Programmed Rapid Start Ballasts
Sometimes just called "programmed start ballasts," these share the same characteristics of the rapid start ballasts described above, but they're even more advanced, as they heat up a lamp to a precise temperature before turning it on. This improves the life of a lamp. So even though these ballasts are more expensive than other rapid start ballasts, they can save you money with longer lamp life and lower maintenance costs in replacing lights.
Instant Start Ballasts
These are the most energy efficient ballasts and therefore can save you the most money on energy costs where lights are left on throughout the day. Unlike rapid start ballasts, though, instant start ballasts start up lights with a surge of energy that causes more stress on the bulb and shortens its life span. This isn't effectively much of a problem when you're just turning lights on once or twice a day, but you wouldn't use these ballasts in frequent on/off locations.
Because these ballasts shorten the life of a bulb or lamp, you cannot use these with occupancy sensors or you will void the warranty of the bulbs.
HID Ballast Start Technologies
In the case of HID ballasts, however, they are chosen according to the type of HID lamp being used. The two primary lamp and ballast types are probe start (older technology) and pulse start. In the case of probe start lamp and ballast systems, the starting probe is located inside the lamp. With pulse start lamp and ballast systems, the starting probe is located inside the ballast.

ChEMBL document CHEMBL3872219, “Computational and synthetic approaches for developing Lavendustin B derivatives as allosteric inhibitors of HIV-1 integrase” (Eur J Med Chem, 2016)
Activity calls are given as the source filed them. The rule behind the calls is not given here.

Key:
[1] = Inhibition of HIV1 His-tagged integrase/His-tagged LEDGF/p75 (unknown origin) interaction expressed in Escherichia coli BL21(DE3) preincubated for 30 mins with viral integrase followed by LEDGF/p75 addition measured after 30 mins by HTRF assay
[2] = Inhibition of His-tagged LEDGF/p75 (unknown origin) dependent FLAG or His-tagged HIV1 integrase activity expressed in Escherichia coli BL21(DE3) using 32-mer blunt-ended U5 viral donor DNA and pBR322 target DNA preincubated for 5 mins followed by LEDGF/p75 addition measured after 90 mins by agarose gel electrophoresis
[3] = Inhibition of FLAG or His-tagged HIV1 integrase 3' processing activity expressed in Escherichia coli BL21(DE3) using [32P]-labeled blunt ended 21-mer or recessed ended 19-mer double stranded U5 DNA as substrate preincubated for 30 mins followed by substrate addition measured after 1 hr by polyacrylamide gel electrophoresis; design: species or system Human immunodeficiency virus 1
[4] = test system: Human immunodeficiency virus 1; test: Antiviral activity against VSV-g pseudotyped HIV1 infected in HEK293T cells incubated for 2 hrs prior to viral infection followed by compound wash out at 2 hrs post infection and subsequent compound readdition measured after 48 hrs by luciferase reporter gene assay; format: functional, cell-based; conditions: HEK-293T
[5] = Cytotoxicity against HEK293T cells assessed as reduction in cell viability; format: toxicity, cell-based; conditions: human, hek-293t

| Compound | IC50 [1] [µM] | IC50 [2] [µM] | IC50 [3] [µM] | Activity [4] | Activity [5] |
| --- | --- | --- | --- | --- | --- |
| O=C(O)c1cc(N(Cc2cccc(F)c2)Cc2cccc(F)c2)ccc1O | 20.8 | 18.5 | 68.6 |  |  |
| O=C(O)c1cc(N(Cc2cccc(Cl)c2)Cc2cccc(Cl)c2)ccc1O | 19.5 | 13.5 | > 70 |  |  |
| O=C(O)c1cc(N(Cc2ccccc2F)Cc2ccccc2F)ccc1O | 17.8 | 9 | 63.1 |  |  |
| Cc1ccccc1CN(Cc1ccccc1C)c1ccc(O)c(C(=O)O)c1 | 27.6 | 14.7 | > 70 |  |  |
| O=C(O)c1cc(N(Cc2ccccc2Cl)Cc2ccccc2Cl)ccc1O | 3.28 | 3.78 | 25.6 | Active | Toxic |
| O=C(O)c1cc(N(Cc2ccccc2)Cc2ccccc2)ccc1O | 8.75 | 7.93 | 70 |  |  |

While pulse start systems are generally newer and more efficient than probe start systems, you wouldn't upgrade to pulse start ballasts if you still had probe start lamps. You would only make the ballast upgrade when changing the lamps themselves over to pulse start as well.
In simple terms, you may have a low (below 1.0), normal (1.0), or high (above 1.0) ballast factor. Think of those as settings on a dimmer switch. If the dimmer is set to low, you'll get less light from a lamp, even though it's capable of producing more. In a similar way, a low ballast factor provides you with fewer lumens from a lamp than it states on its packaging (and uses fewer watts). A normal ballast factor provides you with the lamp's stated lumens (using the stated wattage). And a high ballast factor actually pushes a lamp to produce more lumens with more wattage than you see on the packaging, though it shortens the lamp's life as well.
Why would you choose a ballast with low or high ballast factors? Imagine you're retrofitting an older building with lamps that provide more lumens than the original lamps did. If you were already getting plenty of light from the old system, you can run new lamps on a lower ballast factor, providing the same amount of light while saving money on energy.
In a new construction setting, you may want to minimize the number of fixtures used. Ballasts with a high ballast factor can help in this goal by driving more light from fewer fixtures.
Ballast factor typically runs between about .70 and 1.20, which means that a ballast can run a lamp on up to 30% less energy (and produce 30% less light); or up to 20% more energy with 20% greater lumen output. You should also note that a single ballast may have more than one ballast factor, depending on the lamps it is running.